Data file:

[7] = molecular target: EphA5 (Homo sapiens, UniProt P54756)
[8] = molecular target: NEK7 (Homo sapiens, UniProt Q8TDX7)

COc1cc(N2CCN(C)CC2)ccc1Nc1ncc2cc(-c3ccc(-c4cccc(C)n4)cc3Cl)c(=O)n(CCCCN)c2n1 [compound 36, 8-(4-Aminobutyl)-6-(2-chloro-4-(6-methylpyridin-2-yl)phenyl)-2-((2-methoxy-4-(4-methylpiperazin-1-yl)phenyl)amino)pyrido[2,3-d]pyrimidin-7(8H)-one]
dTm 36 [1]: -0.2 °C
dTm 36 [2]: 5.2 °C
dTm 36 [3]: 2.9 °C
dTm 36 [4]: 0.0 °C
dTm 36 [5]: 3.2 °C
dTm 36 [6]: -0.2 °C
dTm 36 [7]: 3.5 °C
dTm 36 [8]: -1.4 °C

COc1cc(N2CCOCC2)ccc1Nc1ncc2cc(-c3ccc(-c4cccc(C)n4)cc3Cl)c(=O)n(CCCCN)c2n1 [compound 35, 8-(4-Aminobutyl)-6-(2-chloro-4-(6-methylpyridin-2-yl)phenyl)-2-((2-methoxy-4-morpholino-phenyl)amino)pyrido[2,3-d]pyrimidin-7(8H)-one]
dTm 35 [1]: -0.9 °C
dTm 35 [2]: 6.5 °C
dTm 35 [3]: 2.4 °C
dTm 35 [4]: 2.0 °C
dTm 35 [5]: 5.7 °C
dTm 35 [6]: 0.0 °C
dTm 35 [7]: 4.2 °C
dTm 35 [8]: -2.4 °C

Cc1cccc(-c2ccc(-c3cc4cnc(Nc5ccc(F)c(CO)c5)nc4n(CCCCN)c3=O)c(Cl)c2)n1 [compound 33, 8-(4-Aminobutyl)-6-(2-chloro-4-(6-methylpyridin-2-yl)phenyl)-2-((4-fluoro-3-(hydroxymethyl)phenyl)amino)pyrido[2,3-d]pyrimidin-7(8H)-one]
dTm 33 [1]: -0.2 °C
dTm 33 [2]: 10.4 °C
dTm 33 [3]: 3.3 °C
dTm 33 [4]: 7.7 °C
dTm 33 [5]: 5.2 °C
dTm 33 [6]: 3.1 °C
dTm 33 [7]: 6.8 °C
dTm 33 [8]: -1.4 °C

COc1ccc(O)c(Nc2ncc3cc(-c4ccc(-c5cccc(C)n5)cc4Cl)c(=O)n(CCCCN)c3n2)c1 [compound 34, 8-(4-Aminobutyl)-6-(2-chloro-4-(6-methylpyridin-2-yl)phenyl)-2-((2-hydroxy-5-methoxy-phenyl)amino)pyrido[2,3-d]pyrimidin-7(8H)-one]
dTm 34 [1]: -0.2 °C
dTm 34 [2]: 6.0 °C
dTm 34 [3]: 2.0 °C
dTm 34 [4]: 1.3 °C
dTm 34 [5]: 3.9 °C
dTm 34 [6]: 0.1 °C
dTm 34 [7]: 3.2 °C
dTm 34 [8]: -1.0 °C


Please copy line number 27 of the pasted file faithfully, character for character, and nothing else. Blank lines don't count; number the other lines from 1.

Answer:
dTm 33 [6]: 3.1 °C